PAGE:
These timings assume a last frost in May. Adjust timings earlier or later according to last frost where you live.
**In areas of extreme summer heat, plant out in September.
Caring for Wine Eyed Jill Dahlia
Take care of Dahlia Wine Eyed Jill just as you would for any dahlia. Note the points below in particular.
Planting and position dahlias
- Dahlias prefer to be positioned full sun in moist, retentive, but well drained soil.
- Improve the soil with organic matter before planting, preferably in the autumn.
- Plant out your Dahlia tubers or sprouts after the risk of frost has passed.
- Plant non-sprouting tubers 4 to 5 inches deep. Plant more deeply if a risk of frost remains, or you live in an area with extreme heat – but only if drainage is good. Otherwise there is a risk of the tubers rotting.
- Mulch well.
Watering and feeding dahlias
- Keep the plant well-watered, but don’t let it get waterlogged for any prolonged period.
- Feed with a well balanced fertiliser whilst its leaves and stems are developing, but switch to a regular phosphate rich fertiliser (e.g. tomato feed) to encourage flowering.
Stopping dahlias and increasing flower numbers
- If you pinch out the growing tips of the main stems when they have two or three sets of leaves, you can create a bushier plant which will produce more blooms.
- Remember to deadhead your flowers regularly to keep the plant flowering for as long as possible.
End of growing season care
- If you live in an area that suffers from hard frosts or prolonged water-logging, lift and store the tubers over winter. Follow the guidance in this post on overwintering dahlias.
- If you do not get temperatures below freezing, you can leave your dahlia tubers in position. But it is best to cut back the old stems and mulch well.
More on growing dahlias
You can also get much more guidance on growing dahlias in these posts:
- Taking care of dahlias: the trick with deadheading
- Dahlia pinnata: a dahlia original
- How to grow dahlias: the complete guide to dahlia care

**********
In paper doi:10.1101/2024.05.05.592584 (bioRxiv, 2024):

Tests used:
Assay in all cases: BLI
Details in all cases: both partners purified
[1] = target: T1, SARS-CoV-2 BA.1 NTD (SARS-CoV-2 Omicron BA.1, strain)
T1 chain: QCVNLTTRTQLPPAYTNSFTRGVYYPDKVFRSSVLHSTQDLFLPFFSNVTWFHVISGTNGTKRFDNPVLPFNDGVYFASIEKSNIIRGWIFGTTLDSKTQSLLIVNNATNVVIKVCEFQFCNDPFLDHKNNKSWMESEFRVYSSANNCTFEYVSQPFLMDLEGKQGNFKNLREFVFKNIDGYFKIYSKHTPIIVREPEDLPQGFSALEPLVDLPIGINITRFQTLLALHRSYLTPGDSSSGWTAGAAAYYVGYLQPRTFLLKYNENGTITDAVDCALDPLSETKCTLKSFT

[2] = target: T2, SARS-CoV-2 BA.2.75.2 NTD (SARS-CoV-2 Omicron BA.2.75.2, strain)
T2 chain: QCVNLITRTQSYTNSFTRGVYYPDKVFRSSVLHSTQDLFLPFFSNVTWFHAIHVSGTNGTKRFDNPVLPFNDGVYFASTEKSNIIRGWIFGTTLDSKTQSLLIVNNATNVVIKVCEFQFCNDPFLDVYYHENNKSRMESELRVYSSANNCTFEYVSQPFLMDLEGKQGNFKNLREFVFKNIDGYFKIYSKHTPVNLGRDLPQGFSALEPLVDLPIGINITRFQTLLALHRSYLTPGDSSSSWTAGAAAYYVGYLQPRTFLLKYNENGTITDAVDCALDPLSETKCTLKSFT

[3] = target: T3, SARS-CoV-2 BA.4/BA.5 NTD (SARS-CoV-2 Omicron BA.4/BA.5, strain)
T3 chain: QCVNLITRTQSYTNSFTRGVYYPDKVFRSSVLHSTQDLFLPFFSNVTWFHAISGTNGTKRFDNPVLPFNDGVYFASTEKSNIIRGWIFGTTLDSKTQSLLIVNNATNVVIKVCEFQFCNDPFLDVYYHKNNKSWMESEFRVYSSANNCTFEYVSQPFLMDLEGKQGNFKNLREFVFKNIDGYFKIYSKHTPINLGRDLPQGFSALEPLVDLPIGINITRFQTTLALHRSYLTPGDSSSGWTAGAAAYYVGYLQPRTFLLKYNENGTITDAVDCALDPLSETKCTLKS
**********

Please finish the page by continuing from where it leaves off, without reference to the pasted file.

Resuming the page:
- How to overwinter dahlia plants and tubers
- All you need to know about dahlia tubers and dahlia bulbs
- Dahlia varieties: your complete guide to all types of dahlias
- Dahlias in my garden: Six on Saturday
- Dahlia Wizard of Oz – Beautiful pink pompon dahlia
- Can you grow dahlias in raised beds?
- Do dahlias grow in Florida?
- Dahlia Night Silence
- Visit a beautiful dahlia farm
- Best mulch for dahlias: a comprehensive guide
- Dahlia Islander: large, pink, loud, showy. What’s not to like?
- Heat tolerant dahlias: beat the heat with these 120 choice varieties
- Dahlia gall: how to identify and prevent leafy gall and crown gall in dahlias
Martin Cole has been an avid gardener for more than 20 years and loves to talk and write about gardening. In 2006 he was a finalist in the BBC Gardener of the Year competition. He is a member of the National dahlia Society.
He previously lived in London and Sydney, Australia, where he took a diploma course in Horticultural studies and is now based in North Berwick in Scotland. He founded GardeningStepbyStep.com in 2012. The website is aimed at everybody who has been bitten by the gardening bug and wants to know more.
Gardening Step by Step has been cited by Thompson and Morgan, the UK’s largest mail order plant retailer, as a website that publishes expert gardening content.
Check out my comprehensive step by step guide, with plain language explanations and ultra-useful images and illustrations. This is for you if you love dahlias and want to the best out of the dahlias you grow.